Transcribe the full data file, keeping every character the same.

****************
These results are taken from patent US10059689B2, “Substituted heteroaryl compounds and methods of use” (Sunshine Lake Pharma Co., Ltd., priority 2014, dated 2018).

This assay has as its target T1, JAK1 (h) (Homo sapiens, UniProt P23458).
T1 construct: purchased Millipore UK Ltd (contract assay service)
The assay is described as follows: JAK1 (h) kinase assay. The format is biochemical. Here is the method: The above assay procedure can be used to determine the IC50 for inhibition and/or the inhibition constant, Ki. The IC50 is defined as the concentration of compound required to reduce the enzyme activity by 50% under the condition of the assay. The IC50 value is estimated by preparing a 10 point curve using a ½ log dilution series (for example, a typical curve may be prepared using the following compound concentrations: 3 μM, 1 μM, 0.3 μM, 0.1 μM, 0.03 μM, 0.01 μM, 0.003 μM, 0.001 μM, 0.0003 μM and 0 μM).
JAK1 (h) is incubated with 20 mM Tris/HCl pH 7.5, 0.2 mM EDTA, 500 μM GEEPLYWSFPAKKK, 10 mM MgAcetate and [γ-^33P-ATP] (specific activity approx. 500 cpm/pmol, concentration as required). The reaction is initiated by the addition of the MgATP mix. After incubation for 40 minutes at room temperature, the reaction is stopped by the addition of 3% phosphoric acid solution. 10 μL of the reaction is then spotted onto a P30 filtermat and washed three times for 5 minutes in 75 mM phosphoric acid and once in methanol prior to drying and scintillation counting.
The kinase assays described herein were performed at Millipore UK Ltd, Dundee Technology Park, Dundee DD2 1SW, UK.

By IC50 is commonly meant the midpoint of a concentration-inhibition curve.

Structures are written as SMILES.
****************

These results are taken from patent US10059689B2, “Substituted heteroaryl compounds and methods of use” (Sunshine Lake Pharma Co., Ltd., priority 2014, dated 2018).

This assay has as its target T1, JAK1 (h) (Homo sapiens, UniProt P23458).
T1 construct: purchased Millipore UK Ltd (contract assay service)
The assay is described as follows: JAK1 (h) kinase assay. The format is biochemical. Here is the method: The above assay procedure can be used to determine the IC50 for inhibition and/or the inhibition constant, Ki. The IC50 is defined as the concentration of compound required to reduce the enzyme activity by 50% under the condition of the assay. The IC50 value is estimated by preparing a 10 point curve using a ½ log dilution series (for example, a typical curve may be prepared using the following compound concentrations: 3 μM, 1 μM, 0.3 μM, 0.1 μM, 0.03 μM, 0.01 μM, 0.003 μM, 0.001 μM, 0.0003 μM and 0 μM).
JAK1 (h) is incubated with 20 mM Tris/HCl pH 7.5, 0.2 mM EDTA, 500 μM GEEPLYWSFPAKKK, 10 mM MgAcetate and [γ-^33P-ATP] (specific activity approx. 500 cpm/pmol, concentration as required). The reaction is initiated by the addition of the MgATP mix. After incubation for 40 minutes at room temperature, the reaction is stopped by the addition of 3% phosphoric acid solution. 10 μL of the reaction is then spotted onto a P30 filtermat and washed three times for 5 minutes in 75 mM phosphoric acid and once in methanol prior to drying and scintillation counting.
The kinase assays described herein were performed at Millipore UK Ltd, Dundee Technology Park, Dundee DD2 1SW, UK.

By IC50 is commonly meant the midpoint of a concentration-inhibition curve.

Structures are written as SMILES.